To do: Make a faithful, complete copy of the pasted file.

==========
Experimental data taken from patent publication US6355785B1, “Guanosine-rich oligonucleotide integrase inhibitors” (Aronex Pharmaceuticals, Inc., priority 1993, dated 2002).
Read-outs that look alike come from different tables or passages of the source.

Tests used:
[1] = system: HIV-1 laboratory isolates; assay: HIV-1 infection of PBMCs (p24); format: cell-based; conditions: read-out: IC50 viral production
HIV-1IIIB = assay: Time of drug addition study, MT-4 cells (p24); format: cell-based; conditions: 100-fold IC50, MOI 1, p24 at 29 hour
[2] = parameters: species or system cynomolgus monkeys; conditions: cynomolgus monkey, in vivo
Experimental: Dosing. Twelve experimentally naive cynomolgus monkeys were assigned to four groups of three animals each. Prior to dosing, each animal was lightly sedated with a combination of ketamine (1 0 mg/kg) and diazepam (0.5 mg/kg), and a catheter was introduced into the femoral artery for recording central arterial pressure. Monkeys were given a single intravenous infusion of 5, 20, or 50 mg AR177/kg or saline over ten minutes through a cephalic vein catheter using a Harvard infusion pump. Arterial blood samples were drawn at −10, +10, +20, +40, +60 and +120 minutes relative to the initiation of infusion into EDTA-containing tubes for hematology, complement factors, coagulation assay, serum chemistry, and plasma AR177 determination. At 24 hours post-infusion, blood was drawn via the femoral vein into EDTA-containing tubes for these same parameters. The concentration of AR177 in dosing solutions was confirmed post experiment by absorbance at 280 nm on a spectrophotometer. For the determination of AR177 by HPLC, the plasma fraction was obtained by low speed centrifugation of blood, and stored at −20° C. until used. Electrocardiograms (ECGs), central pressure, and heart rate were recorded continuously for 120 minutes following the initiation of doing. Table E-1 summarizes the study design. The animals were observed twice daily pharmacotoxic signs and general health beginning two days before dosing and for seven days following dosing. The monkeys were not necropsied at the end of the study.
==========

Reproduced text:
Experimental data taken from patent publication US6355785B1, “Guanosine-rich oligonucleotide integrase inhibitors” (Aronex Pharmaceuticals, Inc., priority 1993, dated 2002).
Read-outs that look alike come from different tables or passages of the source.

Tests used:
[1] = system: HIV-1 laboratory isolates; assay: HIV-1 infection of PBMCs (p24); format: cell-based; conditions: read-out: IC50 viral production
HIV-1IIIB = assay: Time of drug addition study, MT-4 cells (p24); format: cell-based; conditions: 100-fold IC50, MOI 1, p24 at 29 hour
[2] = parameters: species or system cynomolgus monkeys; conditions: cynomolgus monkey, in vivo
Experimental: Dosing. Twelve experimentally naive cynomolgus monkeys were assigned to four groups of three animals each. Prior to dosing, each animal was lightly sedated with a combination of ketamine (1 0 mg/kg) and diazepam (0.5 mg/kg), and a catheter was introduced into the femoral artery for recording central arterial pressure. Monkeys were given a single intravenous infusion of 5, 20, or 50 mg AR177/kg or saline over ten minutes through a cephalic vein catheter using a Harvard infusion pump. Arterial blood samples were drawn at −10, +10, +20, +40, +60 and +120 minutes relative to the initiation of infusion into EDTA-containing tubes for hematology, complement factors, coagulation assay, serum chemistry, and plasma AR177 determination. At 24 hours post-infusion, blood was drawn via the femoral vein into EDTA-containing tubes for these same parameters. The concentration of AR177 in dosing solutions was confirmed post experiment by absorbance at 280 nm on a spectrophotometer. For the determination of AR177 by HPLC, the plasma fraction was obtained by low speed centrifugation of blood, and stored at −20° C. until used. Electrocardiograms (ECGs), central pressure, and heart rate were recorded continuously for 120 minutes following the initiation of doing. Table E-1 summarizes the study design. The animals were observed twice daily pharmacotoxic signs and general health beginning two days before dosing and for seven days following dosing. The monkeys were not necropsied at the end of the study.